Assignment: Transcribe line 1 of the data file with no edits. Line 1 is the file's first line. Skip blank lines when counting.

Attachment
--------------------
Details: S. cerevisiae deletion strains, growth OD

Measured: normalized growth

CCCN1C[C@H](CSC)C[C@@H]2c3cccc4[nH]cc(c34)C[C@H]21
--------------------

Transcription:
Details: S. cerevisiae deletion strains, growth OD